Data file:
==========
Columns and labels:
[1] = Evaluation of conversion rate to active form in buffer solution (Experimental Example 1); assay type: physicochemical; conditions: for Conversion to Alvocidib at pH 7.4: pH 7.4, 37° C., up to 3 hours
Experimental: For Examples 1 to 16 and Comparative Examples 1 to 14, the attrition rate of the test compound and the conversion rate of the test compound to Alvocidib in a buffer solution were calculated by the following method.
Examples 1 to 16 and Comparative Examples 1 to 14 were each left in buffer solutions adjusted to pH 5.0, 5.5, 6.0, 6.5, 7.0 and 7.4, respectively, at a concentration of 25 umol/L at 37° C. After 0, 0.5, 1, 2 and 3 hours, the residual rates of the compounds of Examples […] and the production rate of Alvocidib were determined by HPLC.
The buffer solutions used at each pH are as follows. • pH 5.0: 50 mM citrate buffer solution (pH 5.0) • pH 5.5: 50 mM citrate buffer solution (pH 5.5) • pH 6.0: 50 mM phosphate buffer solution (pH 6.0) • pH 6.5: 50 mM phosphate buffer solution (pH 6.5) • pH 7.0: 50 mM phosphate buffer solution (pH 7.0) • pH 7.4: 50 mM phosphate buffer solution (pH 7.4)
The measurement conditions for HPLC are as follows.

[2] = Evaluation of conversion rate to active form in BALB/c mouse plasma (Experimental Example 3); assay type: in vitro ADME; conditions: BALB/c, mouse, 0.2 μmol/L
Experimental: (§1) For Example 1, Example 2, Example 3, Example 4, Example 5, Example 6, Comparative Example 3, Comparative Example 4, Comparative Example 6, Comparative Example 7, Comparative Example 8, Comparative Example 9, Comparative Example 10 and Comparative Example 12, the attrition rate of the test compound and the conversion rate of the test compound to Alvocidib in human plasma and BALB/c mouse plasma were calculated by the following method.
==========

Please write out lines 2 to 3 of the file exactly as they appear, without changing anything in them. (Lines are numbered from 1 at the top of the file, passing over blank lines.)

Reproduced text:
[1] = Evaluation of conversion rate to active form in buffer solution (Experimental Example 1); assay type: physicochemical; conditions: for Conversion to Alvocidib at pH 7.4: pH 7.4, 37° C., up to 3 hours
Experimental: For Examples 1 to 16 and Comparative Examples 1 to 14, the attrition rate of the test compound and the conversion rate of the test compound to Alvocidib in a buffer solution were calculated by the following method.